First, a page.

I don't even have a degree, and I'm doing just fine. I majored in illustration (until I dropped out, of course), but on my own at home I taught myself how to code HTML for fun and dabbled around in Quark & Indesign & Photoshop. I now (at the age of 30) have a secure, well-paying job (with benefits!) as a print production artist for a publication, with no qualifying degree or much prior experience (I was a childrens' librarian before).

Point is, if you plug away and keep pushing you will find an in. Do freelance, even if it is for friends. You can put that on your resume. And as for not knowing enough - everything you need to know is out there on the internet, just waiting for you. Employers, in the end, care about someone with the skills and personal drive. Your "worthless" degree is not holding you back. You are. The economy sucks right now, but if you go into battle assuming you're unqualified, employers will pick up on that attitude.
posted by Windigo at 8:21 AM on December 8, 2009

Yeah, stop tying your sense of self-worth and what is possible to a piece of paper would be a good start. The fact is, you have a degree, for tons of jobs out there simply having any Bachelors degree is enough. You should get out of the traditional mind set of trying to find some linear career path based on some college course you took and take your future into your own hands. If you're interested in design, start designing things at night. Build a portfolio. Save your money, live frugally so you can launch a small business and slowly build up clients on a freelance basis. Or pursue something else part time including unpaid internships at the weekend or at night to get some real life experience. Stop watching TV. The worst possible thing you could do is pursue another degree program right now. You have to make use of every second of free time and establish yourself in something, preferably that something you have an interest in.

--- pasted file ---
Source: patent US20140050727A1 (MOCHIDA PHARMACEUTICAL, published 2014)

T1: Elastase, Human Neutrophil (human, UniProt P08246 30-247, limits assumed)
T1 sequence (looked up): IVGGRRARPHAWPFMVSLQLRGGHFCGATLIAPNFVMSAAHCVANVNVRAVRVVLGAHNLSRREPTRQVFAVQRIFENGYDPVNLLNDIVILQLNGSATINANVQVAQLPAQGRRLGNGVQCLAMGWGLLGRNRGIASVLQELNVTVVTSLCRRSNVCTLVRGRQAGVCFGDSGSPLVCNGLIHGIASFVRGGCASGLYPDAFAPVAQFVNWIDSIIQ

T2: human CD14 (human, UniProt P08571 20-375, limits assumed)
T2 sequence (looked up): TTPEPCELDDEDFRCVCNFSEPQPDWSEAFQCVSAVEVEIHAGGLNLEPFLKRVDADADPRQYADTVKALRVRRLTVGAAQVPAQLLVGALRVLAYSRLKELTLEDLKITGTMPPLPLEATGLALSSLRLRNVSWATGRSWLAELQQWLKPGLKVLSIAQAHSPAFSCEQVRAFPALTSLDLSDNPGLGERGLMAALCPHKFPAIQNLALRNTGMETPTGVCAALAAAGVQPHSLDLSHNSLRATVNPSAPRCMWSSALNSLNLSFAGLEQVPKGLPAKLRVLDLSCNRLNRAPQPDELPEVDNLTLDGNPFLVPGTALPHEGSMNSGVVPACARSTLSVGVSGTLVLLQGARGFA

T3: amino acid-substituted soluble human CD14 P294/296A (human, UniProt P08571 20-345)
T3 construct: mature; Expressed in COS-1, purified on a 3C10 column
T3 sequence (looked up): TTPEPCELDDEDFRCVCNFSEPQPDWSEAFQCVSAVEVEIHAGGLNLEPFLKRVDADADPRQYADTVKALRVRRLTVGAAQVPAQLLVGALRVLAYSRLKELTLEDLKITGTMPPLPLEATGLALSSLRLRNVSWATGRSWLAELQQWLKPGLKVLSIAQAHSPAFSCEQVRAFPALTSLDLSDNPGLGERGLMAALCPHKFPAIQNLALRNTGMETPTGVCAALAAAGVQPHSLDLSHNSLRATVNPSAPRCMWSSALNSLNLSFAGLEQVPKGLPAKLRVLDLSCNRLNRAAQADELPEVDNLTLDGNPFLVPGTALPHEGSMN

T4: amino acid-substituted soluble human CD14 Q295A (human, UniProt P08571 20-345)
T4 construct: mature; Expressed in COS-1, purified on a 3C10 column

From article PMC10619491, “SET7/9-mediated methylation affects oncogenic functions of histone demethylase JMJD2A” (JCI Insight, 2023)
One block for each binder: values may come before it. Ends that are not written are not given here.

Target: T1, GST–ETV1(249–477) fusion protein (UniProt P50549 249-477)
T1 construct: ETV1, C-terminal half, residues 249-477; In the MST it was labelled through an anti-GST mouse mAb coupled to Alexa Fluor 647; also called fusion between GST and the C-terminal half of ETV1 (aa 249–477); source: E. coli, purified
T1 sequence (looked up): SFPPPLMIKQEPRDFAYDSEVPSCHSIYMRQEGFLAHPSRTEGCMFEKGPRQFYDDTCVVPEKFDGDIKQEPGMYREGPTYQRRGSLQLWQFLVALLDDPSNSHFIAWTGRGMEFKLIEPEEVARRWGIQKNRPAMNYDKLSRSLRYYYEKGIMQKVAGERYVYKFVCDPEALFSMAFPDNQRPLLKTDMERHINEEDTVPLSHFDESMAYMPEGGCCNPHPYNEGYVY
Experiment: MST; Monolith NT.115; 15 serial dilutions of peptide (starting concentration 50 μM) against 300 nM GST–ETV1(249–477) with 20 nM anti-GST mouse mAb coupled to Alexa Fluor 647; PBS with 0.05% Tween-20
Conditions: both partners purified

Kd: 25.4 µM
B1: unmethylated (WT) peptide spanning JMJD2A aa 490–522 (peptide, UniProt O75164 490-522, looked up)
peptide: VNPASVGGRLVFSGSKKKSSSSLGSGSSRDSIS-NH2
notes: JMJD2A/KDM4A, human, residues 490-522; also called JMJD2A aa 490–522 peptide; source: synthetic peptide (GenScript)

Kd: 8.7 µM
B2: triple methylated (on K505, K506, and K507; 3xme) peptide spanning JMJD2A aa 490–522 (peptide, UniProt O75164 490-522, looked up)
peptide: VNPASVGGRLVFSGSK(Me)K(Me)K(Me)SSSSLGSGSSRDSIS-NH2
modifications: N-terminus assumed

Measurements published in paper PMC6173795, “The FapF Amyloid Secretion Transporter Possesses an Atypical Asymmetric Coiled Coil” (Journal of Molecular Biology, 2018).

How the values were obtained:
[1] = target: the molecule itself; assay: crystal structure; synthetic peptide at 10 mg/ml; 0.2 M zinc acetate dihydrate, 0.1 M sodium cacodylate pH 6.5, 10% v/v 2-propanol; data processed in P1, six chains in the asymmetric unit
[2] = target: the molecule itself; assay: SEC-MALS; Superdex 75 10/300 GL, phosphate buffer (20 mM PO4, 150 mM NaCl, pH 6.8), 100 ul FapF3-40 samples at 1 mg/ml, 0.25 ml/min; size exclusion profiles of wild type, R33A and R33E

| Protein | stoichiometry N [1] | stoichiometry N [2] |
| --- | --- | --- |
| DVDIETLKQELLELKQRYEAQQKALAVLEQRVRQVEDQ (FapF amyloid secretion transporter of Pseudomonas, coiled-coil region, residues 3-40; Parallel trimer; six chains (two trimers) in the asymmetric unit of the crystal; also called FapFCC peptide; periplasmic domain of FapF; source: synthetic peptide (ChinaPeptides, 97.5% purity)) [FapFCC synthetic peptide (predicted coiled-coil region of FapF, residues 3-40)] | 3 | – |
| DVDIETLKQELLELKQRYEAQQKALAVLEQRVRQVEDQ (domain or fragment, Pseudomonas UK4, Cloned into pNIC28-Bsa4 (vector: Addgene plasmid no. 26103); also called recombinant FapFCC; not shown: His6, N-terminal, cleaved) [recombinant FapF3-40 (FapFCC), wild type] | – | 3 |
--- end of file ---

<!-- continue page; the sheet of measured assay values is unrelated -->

Seriously man, your college degree has very little to do with what you make of yourself in life. Bill Gates is a college drop out. What's done is done, stop feeling sorry for yourself and start today fresh.
posted by the foreground at 9:24 AM on December 8, 2009 [1 favorite]

Go to a community college and do a vocational course in something. I hear there's a lot of money being funneled into community colleges, where credits are cheap and scholarships are available. Go do a carpentry or plumbing or nurse's aid course or whatever you like that's practical.
posted by anniecat at 10:54 AM on December 8, 2009 [1 favorite]

I know how you feel, btw. I have a bachelor's in economics and a master's in international development, and though I have a job (a poorly paid one), it's honestly not a job that requires a college degree, much less an expensive degree from a prestigious European university. I've pretty much forgotten everything I've learned, yet I'm still paying my stupid loans. I don't think you have a self-esteem problem.

It's pretty easy to get a bachelor's degree. There are plenty of idiots with one. There are plenty of idiots with high paying jobs and plenty of geniuses who make a fraction of what idiots make because they do important research in a lab all day.

What's not easy to get is a skill. Everyone can argue that they're analytical and have critical thinking skills, but they don't have the skills and experience that are in-demand.
posted by anniecat at 11:00 AM on December 8, 2009 [1 favorite]

I sit on hiring committees for people with all kinds of degrees, from BA to PhD. The ONLY thing the degree tells me is that the person has a strong interest in the subject -- not that they are capable of working in the field. That's what portfolios, work histories, and references are for.

Your degree isn't worthless, but it's just one relatively small piece of the puzzle.
posted by coolguymichael at 12:36 PM on December 8, 2009 [1 favorite]